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2

Unlike InnoDB, TokuDB historically did not automatically compute cardinality statistics. As a user you were required to manually run ANALYZE TABLE in order to calculate these values. All tables and indices created prior to 5.6.27-76.0 would also not maintain accurate row counts. After 5.6.27-76.0, new tables and indices, and tables that had RECOUNT ROWS ...


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Your problem are the "idle in transaction" sessions. You should fix your application to avoid that. The queries in pg_stat_activity in those cases are the last query run, not the current one (since there isn't a current one).


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You just asked Does: INSERT INTO table1... SELECT .. FROM table2 Also create a lock on table2? Yes, it does create a lock on table2. I wrote about this behavior back on Aug 08, 2014 (See my answer to MySQL consistent nonlocking reads vs. INSERT ... SELECT) In my old post, I mentioned from the MySQL Documentation: By default, InnoDB uses ...


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Deadlocks are not caused by a particular statement. It is caused by concurrency issues. So basically, you should start observing how one session of your application deal with from other sessions working concurrently. Here is a general guideline for avoiding deadlocks: Always maintain primary keys on tables. This primary key should be the means to identify ...


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These locks can be selected from V$LOCK (or GV$LOCK for RAC) SELECT * FROM gv$lock WHERE lock_type = 'UL' AND '1073741825' like id1||'%' 1073741825 - is lockid column from dbms_lock_allocated table or you may get it by dbms_lock.allocate_unique('YOUR_LOCK_NAME',:lock_id);


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Presuming the database is not actually "in-use" at the time this rebuild process starts Assuming what you are presuming, I don't what side-effect it could have, outside of the obvious allowing for index REORG to happen :-). Of course, I have no proof, but not sure what proof to look for that nothing bad will happen when nothing is happening in the DB ...


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Many of the issues you see are being caused by an inefficient execution plan: Not that the supplied plan and query matches the question, but even so, I'm working with what was provided. Anyway, you should implement the Name column data type changes (from nvarchar(max)) that I mentioned in your previous question. More importantly, you need to add the ...


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You can probably do a thousand simple commands on a MEMORY table per second. Can you, the single user, type fast enough to exceed that?? If you can, InnoDB may be the answer. In at least one test, high speed ingestion worked better with InnoDB, presumably because of the differences in locking. Be aware that data varchar(64000) NULL is not efficient in ...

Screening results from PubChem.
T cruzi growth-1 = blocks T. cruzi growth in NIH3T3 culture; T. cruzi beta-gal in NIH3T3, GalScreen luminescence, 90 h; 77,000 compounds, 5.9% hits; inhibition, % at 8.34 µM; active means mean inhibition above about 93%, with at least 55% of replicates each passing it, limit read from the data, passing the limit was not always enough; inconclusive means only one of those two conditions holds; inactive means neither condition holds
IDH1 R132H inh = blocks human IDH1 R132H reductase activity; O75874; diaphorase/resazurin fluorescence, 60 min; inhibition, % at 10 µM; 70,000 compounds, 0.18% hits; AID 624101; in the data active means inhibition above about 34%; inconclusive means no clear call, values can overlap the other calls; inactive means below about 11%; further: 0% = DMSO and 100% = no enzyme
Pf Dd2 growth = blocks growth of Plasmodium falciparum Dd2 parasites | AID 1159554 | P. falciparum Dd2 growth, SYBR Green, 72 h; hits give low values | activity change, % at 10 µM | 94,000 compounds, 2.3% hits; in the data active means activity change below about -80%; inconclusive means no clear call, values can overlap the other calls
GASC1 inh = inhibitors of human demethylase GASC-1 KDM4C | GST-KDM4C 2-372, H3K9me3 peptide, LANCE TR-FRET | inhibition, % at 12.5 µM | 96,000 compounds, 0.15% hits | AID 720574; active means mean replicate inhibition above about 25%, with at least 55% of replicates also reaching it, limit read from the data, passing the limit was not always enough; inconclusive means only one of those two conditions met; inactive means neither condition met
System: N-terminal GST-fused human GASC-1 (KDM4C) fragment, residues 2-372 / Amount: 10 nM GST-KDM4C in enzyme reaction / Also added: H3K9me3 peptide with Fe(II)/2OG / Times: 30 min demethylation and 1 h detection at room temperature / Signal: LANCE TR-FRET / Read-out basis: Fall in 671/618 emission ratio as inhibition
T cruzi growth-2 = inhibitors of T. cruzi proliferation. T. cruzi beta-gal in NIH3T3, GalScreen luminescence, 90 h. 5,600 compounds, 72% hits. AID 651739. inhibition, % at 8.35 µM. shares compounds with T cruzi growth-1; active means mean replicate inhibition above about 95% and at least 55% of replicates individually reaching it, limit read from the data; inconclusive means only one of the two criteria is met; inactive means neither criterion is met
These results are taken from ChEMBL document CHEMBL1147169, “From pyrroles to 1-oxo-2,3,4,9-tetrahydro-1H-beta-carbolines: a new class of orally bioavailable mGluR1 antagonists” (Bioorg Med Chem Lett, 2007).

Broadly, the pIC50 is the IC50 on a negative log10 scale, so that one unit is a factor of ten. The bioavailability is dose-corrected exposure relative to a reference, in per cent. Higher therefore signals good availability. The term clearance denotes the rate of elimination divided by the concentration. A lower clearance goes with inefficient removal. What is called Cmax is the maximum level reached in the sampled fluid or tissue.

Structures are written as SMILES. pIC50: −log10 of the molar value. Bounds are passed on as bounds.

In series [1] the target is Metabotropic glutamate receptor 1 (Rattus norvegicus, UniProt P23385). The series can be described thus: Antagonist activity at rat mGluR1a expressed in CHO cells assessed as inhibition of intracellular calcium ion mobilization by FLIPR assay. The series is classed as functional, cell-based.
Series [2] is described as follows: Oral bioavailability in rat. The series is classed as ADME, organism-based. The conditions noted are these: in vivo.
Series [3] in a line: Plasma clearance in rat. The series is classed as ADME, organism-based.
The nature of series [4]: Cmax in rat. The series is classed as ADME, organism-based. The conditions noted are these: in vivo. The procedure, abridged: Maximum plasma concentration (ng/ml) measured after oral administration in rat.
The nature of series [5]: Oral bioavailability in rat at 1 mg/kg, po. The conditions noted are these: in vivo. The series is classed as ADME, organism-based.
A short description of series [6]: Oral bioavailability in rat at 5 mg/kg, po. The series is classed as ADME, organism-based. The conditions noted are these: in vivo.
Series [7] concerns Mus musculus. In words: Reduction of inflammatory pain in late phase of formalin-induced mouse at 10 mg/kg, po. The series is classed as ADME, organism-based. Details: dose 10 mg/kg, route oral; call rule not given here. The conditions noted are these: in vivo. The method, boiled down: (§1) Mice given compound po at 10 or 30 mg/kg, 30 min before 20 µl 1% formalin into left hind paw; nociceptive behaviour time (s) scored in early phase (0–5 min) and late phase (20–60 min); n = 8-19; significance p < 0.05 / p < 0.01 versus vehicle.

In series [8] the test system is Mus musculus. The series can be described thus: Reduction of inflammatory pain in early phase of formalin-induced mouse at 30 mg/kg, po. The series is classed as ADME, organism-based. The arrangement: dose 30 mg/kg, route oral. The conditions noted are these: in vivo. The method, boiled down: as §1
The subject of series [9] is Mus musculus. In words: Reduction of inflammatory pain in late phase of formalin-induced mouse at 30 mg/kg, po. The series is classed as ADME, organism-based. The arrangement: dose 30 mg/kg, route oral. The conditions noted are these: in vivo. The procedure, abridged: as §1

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You said in your question It makes me think that when you insert/update/replace the table locks itself automatically and entirely so you will not be able to select anything while the write is being done. Is this correct? You are correct. The MEMORY storage engine performs a full table lock for every DML statement. That is why the link you mentioned ...


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As Paul White answered absolutely correct there is a possibility for temporarily "skipped" identity rows. Here is just a small piece of code to reproduce this case for your own. Create a database and a testtable: create database IdentityTest go use IdentityTest go create table dbo.IdentityTest (ID int identity, c1 char(10)) create clustered index ...


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When inserting a row, is there a window of opportunity between the generation of a new Identity value and the locking of the corresponding row key in the clustered index, where an external observer could see a newer Identity value inserted by a concurrent transaction? Yes. The allocation of identity values is independent of the containing user ...


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Really peculiar behaviour, unfortunate this limitation still exists atleast in my version of MariaDB: MariaDB [test]> select @@version; +-----------------+ | @@version | +-----------------+ | 10.0.23-MariaDB | +-----------------+ 1 row in set (0.00 sec) MariaDB [test]> create table t ( x int not null ); Query OK, 0 rows affected (0.05 sec) ...


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MVCC applies to isolation levels read-committed and repeatable read (default). You don't need to specify anything for both of these features to work together. Maybe one way to think about it, is that row level locking is important so that you can update multiple rows at a time, and MVCC is so that the updates don't affect read operations at all.


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The answer really depends largely on your isolation level, what type of locks are held by the transaction being rolled back, and what your non-rollback session is trying to do. Step 1) What is locked? Before the ROLLBACK was issued, that transaction had done work and acquired locks. You can see details on those locks by looking in sys.dm_tran_locks: ...


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You should look at this from two different points of view - that of the connection that issued the ROLLBACK and that of all other connections. The issuing connection is easy: no, you do not have access. The ROLLBACK is performed synchronously. This connection cannot do anything else until the ROLLBACK succeeds. (And if it fails for any reason you're in a ...



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